Immigration

Five, Sickus, Seven, Eight

Learning another language is hard. Teaching another language – that is a different beast. Through a class last semester, I attempted to teach English to two very different kinds of students. One, Camilo Rodriguez, is a Columbian anthropologist, educated and financially stable. He and I took turns teaching and learning each other’s languages. Second, I taught a Somali Bantu family which had come to the United States only a month before.

I met with both Camilo and with the Somali family (the Hassans) weekly over the semester, and our meetings quickly became highlights in my busy schedule. Each week I turned in a journal for the class, some excerpts of which I have posted here…

Week One: Intoductions

Camilo:
Understandably, I was nervous to meet Camilo Rodriguez. What if my Spanish isn’t good enough? He’s been trying to learn English for four years; what do I have to offer? Crap, I didn’t bring my Spanish-English dictionary with me. What if he doesn’t have one?

It didn’t take long for Camilo–affable, funny, and engaging–to help me get past those anxieties. We met at Starbucks on Harding, and stayed for two hours, filling up four pages in my notebook with spellings, maps, and pronunciations. He told me about his family, and I told him about Vanderbilt. He told me about how he got to the United States and the informal research he is doing on the Hispanic community in Nashville.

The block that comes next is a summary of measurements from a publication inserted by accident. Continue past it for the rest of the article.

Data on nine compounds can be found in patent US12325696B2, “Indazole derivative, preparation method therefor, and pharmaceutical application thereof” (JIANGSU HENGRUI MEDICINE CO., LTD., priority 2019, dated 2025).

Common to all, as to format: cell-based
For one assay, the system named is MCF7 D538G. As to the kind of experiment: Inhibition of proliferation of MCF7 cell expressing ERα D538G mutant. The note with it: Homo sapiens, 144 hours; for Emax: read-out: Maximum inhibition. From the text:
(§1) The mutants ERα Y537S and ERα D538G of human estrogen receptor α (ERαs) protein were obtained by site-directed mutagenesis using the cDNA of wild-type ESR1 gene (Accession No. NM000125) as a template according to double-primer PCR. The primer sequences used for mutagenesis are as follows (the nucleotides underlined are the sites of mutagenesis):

I was nervous, but now am looking forward to next week. When can I meet Camilo’s family? Are there other anthropologists at Vanderbilt that know Spanish with whom Camilo could have a conversation about what he knows best in the only language he knows well? What are we going to work on next? Crap, I forgot my Spanish-English dictionary again. Good thing Camilo’s got one.

Hassan, Mumina, Muktar, Ali, Abdukadir…

We have read in class that Latino families are much more communal than American families. I didn’t, however, read anything about Somali families. Apparently, they’ve been taking some lessons from each other. This Wednesday, World Relief caseworker Nathan Kinser took me to an apartment complex in Murfreesboro to meet my new Somali friends. They have been here only since September 16th, and consist of: a father, Hassan; a mother, Mumina; and and three boys, Muktar, Ali, and Abdikadir. The boys are 19, 17, and 15. When Nathan knocked on their door, none of them answered. I was disappointed, but Nathan walked a few apartments down and asked for Mumina. We walked some more, and finally came to an apartment where she and about 20 other Somali Bantus were learning English from another family’s English tutor. It didn’t take long to figure out the process: one English tutor comes, and one of the older boys rounds up all the Bantu families he can find.

That is exactly what happened Friday, when I went by myself for the first time. Mumina was in the kitchen, and Muktar immediately left to recruit students. We spent an hour and a half working on basic phrases and playing with pretend money. I would set up an easy “purchase” and allow the older ladies practice repeating my words while the younger children figured out the math. The best moments were listening to the May-Maay which filled the room when I wrote out a new problem.

Week Two

Camilo: